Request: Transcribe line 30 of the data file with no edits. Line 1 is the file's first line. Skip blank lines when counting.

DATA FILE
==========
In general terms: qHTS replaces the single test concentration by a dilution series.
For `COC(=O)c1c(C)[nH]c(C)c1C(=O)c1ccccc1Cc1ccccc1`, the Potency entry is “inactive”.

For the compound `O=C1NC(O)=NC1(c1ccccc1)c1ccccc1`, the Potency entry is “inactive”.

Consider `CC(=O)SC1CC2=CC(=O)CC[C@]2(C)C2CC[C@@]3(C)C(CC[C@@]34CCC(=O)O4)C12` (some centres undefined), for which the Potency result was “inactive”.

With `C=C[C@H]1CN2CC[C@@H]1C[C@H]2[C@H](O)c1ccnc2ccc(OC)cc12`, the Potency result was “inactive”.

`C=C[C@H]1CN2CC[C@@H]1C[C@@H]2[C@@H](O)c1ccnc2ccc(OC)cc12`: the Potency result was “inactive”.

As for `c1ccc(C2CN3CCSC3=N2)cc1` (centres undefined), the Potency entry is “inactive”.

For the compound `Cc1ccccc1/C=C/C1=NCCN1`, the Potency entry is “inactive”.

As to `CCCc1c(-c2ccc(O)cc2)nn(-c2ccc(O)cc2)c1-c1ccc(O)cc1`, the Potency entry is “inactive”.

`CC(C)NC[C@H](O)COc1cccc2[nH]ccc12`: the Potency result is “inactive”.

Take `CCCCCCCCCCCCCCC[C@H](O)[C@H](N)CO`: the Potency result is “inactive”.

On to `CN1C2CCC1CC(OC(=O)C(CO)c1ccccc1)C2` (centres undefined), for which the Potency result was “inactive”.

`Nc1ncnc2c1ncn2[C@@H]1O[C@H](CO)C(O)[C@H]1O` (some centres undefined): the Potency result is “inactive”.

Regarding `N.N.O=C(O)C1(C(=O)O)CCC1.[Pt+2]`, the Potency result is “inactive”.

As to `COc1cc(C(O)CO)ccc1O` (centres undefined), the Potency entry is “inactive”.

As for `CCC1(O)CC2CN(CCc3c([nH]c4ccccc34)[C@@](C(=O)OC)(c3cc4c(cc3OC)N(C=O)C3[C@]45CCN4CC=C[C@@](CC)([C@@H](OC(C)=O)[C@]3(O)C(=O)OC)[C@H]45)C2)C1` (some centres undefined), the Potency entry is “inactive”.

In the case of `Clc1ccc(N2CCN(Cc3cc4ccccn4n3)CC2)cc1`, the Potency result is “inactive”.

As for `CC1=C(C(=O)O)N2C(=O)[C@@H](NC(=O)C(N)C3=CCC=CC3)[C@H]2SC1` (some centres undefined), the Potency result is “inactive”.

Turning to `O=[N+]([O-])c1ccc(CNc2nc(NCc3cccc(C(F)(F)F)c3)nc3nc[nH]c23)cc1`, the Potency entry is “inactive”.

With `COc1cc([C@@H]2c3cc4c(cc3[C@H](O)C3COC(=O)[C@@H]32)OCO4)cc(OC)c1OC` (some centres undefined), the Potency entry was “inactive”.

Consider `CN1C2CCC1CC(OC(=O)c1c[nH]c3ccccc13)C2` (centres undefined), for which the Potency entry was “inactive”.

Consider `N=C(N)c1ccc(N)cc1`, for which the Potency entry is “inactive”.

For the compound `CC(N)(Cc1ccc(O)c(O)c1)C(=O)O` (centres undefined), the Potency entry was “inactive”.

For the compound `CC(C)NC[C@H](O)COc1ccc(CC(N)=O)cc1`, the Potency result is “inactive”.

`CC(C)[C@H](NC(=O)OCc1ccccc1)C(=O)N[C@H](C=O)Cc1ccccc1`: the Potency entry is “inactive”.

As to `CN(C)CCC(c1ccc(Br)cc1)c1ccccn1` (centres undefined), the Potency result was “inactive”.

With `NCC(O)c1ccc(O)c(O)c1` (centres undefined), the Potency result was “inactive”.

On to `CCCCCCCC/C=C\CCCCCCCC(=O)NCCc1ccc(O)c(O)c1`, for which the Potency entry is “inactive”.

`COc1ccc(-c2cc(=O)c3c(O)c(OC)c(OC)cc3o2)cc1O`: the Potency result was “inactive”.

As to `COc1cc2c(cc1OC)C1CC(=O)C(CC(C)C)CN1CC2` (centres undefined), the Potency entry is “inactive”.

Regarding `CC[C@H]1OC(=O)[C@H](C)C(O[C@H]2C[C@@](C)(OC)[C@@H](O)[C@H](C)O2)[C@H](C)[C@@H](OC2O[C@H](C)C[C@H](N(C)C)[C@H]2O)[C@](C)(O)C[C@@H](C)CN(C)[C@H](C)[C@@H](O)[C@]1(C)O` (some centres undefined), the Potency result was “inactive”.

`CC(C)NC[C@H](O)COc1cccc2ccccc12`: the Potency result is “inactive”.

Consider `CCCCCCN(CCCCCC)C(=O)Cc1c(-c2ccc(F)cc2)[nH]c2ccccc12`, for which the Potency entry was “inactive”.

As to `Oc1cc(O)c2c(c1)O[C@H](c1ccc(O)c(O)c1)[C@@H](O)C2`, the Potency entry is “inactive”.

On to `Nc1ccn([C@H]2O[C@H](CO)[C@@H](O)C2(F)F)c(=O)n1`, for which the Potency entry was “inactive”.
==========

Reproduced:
As to `COc1cc2c(cc1OC)C1CC(=O)C(CC(C)C)CN1CC2` (centres undefined), the Potency entry is “inactive”.